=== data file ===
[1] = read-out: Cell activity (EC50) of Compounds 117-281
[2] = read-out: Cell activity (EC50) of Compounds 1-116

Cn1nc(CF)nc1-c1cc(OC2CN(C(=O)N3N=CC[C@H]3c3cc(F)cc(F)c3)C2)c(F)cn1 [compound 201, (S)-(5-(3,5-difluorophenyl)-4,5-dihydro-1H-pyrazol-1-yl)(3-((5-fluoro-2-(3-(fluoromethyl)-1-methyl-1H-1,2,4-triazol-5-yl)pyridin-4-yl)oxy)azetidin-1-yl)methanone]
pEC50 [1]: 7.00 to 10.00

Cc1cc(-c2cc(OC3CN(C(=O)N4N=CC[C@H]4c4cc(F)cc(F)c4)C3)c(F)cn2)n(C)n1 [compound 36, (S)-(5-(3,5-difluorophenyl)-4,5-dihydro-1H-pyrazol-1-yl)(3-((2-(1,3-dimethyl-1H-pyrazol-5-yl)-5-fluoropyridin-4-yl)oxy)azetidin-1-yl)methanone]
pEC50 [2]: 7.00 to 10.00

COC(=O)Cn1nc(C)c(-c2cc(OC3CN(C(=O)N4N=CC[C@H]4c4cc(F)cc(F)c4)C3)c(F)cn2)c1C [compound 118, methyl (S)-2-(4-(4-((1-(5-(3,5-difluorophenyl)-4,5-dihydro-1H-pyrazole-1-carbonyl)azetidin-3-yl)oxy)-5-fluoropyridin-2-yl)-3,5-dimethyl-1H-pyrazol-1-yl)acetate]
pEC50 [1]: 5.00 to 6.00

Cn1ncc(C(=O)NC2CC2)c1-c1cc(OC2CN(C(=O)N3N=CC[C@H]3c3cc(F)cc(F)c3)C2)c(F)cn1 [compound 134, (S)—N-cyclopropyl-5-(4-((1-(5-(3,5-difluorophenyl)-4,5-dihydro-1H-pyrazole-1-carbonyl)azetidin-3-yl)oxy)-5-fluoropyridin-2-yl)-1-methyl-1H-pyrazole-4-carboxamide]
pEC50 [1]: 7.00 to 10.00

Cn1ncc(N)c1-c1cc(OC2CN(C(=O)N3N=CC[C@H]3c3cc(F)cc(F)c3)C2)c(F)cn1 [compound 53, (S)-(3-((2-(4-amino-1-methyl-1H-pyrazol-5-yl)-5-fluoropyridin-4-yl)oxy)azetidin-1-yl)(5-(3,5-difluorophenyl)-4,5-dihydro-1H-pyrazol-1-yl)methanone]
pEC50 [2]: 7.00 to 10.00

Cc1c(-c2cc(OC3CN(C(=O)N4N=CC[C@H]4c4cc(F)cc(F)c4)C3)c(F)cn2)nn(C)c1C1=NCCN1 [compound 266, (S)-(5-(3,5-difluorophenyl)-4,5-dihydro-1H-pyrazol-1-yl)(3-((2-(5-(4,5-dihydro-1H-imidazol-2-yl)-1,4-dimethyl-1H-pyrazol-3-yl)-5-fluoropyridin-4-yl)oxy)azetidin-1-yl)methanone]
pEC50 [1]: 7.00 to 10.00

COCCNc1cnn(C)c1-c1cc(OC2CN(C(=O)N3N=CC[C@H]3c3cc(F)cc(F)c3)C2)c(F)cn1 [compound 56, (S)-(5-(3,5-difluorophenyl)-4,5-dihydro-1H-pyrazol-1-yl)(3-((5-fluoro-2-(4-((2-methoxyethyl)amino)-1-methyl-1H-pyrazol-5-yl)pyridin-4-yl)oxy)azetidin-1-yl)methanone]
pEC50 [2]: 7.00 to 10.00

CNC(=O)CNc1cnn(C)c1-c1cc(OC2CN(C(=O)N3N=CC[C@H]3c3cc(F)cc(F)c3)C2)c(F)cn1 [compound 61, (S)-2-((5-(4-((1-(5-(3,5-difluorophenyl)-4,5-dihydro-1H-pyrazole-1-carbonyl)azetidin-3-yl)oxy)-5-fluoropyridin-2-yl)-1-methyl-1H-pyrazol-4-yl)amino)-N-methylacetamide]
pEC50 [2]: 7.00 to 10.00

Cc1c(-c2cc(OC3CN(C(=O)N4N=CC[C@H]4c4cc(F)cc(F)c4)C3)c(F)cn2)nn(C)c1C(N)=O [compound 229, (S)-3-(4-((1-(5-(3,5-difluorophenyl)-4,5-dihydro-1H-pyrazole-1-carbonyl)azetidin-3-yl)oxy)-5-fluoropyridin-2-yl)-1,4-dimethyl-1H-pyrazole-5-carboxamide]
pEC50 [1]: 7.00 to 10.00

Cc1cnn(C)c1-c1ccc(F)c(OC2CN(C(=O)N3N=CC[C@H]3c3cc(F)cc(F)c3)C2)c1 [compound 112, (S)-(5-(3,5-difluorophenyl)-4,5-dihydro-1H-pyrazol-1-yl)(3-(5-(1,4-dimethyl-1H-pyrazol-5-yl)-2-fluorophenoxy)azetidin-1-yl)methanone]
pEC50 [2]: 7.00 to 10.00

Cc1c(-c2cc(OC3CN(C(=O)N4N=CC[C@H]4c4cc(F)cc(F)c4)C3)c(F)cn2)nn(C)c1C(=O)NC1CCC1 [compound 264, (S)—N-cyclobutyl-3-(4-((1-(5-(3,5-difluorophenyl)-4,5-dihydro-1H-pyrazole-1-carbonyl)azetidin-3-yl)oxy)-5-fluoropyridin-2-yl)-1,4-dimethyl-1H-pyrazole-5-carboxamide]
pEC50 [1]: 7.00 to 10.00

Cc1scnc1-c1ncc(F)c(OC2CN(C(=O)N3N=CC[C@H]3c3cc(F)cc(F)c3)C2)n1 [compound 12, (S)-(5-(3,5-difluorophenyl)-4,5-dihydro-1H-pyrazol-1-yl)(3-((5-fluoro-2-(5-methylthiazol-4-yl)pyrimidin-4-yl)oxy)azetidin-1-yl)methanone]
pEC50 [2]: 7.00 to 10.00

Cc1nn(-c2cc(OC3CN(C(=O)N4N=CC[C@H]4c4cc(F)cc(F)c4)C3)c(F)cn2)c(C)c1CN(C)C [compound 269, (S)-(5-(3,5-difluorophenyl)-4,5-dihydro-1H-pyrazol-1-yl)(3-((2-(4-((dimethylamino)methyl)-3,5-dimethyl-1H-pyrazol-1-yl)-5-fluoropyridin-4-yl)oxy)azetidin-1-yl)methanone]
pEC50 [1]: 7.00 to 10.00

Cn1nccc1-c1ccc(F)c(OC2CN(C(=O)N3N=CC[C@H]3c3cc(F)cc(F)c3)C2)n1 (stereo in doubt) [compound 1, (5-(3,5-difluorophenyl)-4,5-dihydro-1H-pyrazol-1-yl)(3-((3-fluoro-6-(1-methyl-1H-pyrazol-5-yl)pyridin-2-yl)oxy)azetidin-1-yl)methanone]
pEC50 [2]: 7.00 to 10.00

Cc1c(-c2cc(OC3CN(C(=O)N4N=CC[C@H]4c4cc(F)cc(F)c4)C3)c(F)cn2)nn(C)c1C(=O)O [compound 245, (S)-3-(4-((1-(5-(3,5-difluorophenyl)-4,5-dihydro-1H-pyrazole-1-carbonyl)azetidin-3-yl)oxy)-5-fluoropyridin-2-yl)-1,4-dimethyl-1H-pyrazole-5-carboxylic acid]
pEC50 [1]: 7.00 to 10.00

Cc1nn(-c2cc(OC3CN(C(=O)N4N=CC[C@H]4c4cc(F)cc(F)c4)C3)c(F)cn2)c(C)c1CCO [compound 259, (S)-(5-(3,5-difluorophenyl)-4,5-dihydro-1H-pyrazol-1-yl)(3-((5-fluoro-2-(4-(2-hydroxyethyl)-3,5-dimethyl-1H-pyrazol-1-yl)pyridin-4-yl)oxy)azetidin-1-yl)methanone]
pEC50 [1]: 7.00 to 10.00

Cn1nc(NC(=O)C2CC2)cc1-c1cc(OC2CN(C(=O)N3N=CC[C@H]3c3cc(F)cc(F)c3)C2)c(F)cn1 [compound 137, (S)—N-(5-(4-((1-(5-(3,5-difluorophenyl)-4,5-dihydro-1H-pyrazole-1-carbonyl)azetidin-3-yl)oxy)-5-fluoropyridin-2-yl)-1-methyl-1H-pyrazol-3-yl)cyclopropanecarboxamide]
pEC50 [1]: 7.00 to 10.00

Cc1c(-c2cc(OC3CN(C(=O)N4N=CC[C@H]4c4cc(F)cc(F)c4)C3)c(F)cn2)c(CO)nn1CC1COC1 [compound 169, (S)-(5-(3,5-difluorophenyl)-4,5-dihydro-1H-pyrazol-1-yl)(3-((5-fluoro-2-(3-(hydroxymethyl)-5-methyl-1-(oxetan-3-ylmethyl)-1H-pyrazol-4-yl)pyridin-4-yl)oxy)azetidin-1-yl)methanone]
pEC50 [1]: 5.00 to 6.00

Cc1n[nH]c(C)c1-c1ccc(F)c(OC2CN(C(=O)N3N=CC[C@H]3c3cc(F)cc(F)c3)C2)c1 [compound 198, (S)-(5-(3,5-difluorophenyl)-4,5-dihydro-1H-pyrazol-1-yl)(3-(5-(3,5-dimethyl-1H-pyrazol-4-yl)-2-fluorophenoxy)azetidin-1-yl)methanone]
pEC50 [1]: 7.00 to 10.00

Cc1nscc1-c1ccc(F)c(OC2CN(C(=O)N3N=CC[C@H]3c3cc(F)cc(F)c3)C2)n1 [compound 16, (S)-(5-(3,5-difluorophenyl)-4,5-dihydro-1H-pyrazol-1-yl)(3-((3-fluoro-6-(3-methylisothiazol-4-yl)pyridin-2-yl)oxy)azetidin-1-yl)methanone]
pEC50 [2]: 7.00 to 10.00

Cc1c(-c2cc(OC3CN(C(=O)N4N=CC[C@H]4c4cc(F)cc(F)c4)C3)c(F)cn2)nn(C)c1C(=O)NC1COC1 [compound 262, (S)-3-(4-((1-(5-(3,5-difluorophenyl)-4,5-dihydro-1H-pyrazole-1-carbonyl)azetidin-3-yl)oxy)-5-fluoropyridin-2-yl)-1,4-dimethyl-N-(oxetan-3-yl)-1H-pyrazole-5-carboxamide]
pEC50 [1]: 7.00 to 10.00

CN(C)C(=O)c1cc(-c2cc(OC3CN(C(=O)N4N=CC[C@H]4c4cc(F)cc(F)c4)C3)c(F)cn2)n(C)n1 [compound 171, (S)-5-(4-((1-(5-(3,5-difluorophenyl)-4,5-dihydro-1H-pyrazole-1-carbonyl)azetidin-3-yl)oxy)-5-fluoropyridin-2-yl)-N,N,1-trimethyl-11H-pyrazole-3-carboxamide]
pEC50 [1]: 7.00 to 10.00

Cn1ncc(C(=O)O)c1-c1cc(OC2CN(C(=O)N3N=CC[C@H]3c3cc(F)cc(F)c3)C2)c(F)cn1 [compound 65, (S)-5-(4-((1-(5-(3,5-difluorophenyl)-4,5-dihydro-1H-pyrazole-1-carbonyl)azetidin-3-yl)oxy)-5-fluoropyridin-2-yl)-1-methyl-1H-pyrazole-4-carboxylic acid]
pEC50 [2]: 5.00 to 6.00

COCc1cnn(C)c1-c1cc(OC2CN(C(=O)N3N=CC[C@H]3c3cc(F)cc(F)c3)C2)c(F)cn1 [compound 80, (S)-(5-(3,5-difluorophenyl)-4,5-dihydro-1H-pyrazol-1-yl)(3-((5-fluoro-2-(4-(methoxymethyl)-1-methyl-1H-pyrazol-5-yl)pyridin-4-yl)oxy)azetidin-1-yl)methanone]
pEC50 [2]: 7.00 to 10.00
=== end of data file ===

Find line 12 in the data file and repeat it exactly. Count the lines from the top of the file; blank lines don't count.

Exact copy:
pEC50 [2]: 7.00 to 10.00